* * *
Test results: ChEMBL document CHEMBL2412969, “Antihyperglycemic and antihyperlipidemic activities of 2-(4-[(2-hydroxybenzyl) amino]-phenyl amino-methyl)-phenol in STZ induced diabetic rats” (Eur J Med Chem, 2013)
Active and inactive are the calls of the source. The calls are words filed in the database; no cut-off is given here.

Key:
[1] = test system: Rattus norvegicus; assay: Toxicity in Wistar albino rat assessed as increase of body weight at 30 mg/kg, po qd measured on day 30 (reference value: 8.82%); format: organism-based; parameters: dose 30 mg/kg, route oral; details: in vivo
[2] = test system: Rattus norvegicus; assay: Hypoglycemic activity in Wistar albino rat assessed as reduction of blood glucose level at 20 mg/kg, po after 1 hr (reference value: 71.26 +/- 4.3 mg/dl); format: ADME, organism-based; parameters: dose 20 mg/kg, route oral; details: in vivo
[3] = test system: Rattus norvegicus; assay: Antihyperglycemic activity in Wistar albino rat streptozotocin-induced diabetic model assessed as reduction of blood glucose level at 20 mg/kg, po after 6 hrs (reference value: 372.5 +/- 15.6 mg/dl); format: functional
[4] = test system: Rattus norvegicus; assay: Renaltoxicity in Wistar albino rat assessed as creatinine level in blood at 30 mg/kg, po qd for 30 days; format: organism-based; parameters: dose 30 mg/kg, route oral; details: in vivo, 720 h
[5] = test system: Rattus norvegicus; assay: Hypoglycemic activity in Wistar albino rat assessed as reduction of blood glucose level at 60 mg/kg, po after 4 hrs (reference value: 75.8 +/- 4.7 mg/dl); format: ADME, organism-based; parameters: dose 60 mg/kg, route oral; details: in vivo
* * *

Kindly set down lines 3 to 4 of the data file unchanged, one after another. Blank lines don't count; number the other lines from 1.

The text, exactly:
Key:
[1] = test system: Rattus norvegicus; assay: Toxicity in Wistar albino rat assessed as increase of body weight at 30 mg/kg, po qd measured on day 30 (reference value: 8.82%); format: organism-based; parameters: dose 30 mg/kg, route oral; details: in vivo